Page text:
Key evidence missing on ASIO refugee case
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Key evidence missing on ASIO refugee case

A secret review upheld an ASIO decision to brand a Tamil refugee a threat despite the security agency admitting it lost crucial evidence.

The review conceded that ASIO had relied on an unsigned, translated summary of the man's refugee claim that would ''have little evidentiary weight'' in court - even though the Rudd government uses the ASIO finding to justify locking him in indefinite detention.

Refugee in detention 'Sasi'.

Refugee in detention 'Sasi'.

Sasikanthan Shanmugarayah, 30, has been held since a failed 2009 attempt to sail to Christmas Island yet never charged with a crime in Australia and has no rights to appeal. He has suffered depression and told the Commonwealth Ombudsman last year he ''did not expect anything other than to die'' in detention.

A 21-page review of his case obtained by Fairfax Media offers the first glimpse of the ASIO ruling that he poses a security risk.

''Sasi'', as he is known, is among 52 people recognised as refugees held in detention, unable to return home or live in another country.

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A copy of the review, compiled by former judge Margaret Stone, was delivered on Friday, weeks after Sasi was told the adverse assessment by ASIO was upheld.

Lawyers are angry the review - with sections blacked out ''for reasons of national security'' - focused on Sasi's escape from Sri Lanka's civil war and does not explain why he poses a risk to Australia. ''This is effectively a life sentence,'' said lawyer Stephen Blanks. ''The outrageous feature of these reasons is you are left none-the-wiser as to why he is a security risk when you finish reading them.''

But a spokeswoman for Ms Stone said all aspects of ASIO's assessment had been examined. ''An unclassified copy may not make it obvious that this has been done. However, you may be assured that all issues have been addressed,'' she said.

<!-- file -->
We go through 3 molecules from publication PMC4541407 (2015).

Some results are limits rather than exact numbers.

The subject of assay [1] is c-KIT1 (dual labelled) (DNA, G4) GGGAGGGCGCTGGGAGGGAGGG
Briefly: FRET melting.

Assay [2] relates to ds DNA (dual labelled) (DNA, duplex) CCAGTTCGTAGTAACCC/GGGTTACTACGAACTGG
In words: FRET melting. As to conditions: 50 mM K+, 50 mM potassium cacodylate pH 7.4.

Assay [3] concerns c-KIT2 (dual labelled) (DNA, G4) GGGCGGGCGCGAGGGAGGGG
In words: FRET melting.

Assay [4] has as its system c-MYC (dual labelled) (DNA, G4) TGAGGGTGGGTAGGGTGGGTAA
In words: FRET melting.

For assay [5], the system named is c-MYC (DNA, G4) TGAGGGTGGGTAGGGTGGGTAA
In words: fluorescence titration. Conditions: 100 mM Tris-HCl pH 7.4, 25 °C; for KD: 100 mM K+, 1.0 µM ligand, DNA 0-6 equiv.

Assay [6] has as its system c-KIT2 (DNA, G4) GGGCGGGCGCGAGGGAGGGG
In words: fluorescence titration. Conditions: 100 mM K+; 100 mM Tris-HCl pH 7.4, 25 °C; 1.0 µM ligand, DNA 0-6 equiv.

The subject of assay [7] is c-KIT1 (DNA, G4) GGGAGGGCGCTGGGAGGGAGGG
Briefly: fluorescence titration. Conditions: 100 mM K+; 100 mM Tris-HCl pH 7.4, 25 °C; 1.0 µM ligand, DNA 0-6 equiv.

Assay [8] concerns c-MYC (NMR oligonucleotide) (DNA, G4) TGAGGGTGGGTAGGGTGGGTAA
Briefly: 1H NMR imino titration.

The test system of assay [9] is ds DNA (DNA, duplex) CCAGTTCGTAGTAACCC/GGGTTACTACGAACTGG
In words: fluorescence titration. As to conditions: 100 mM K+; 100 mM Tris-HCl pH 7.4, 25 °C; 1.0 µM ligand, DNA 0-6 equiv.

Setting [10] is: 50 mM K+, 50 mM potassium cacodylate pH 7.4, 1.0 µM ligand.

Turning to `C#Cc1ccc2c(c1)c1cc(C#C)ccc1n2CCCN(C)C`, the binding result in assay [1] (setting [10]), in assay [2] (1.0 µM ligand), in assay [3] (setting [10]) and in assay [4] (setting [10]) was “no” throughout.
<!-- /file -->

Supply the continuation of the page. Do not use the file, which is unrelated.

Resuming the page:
Sasi claims to have been press-ganged as a teenager into siding with the Tamil Tigers during the war and insists he was never a formal member. But an unsigned summary of his interview with the United Nations refugee agency in Indonesia states he ''joined'' the Tigers in 1999 after high school, received weapons training and fought the Sri Lankan army. It states he moved to Colombo, transporting pistols that he believed were used in assassination plots, before fleeing in 2005 to Indonesia.

Sasi has disputed parts of the UN agency's summary as a mistranslation and was not interviewed by ASIO before it made its adverse assessment. ASIO did interview him in 2010, but Ms Stone noted any record of that interview appears to be lost. Ms Stone noted ''although it was unable to local the audio recording or any written record of the interview, ASIO provided the written brief … prepared for the purposes of the interview''.

In Sasi's case, Ms Stone found: ''There can be little doubt ASIO had a sound basis for its assessment in 2009'', with the rest of the sentence blacked out.

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Daniel Flitton

Daniel Flitton is senior correspondent for The Age covering foreign affairs and politics. He is a former intelligence analyst for the Australian government and was at one-time a university lecturer specialising in international relations.

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